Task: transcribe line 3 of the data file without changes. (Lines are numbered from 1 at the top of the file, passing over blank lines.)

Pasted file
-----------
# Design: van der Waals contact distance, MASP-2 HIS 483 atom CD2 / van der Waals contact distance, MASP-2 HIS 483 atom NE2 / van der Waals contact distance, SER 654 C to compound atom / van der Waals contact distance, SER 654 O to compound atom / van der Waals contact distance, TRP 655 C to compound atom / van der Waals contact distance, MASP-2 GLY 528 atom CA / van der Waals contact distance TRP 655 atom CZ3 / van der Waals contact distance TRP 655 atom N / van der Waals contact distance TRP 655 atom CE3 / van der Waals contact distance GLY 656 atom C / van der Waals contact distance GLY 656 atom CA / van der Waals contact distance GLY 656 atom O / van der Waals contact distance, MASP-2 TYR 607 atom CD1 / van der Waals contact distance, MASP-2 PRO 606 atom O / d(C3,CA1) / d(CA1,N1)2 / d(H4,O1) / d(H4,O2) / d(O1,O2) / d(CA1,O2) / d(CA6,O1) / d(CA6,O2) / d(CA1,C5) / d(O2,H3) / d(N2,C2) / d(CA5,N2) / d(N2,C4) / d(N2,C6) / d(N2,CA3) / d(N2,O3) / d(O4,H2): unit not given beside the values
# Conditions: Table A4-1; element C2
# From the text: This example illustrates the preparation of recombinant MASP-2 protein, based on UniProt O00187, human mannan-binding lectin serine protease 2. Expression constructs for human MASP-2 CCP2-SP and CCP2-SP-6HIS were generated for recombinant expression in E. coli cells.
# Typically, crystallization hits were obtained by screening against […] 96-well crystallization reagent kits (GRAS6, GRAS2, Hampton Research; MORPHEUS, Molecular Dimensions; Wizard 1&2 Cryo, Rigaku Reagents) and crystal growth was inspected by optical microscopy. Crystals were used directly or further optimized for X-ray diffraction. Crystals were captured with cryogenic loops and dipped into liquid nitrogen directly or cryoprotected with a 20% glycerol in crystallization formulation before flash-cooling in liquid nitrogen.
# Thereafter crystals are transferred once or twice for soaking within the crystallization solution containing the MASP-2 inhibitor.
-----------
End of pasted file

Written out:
# From the text: This example illustrates the preparation of recombinant MASP-2 protein, based on UniProt O00187, human mannan-binding lectin serine protease 2. Expression constructs for human MASP-2 CCP2-SP and CCP2-SP-6HIS were generated for recombinant expression in E. coli cells.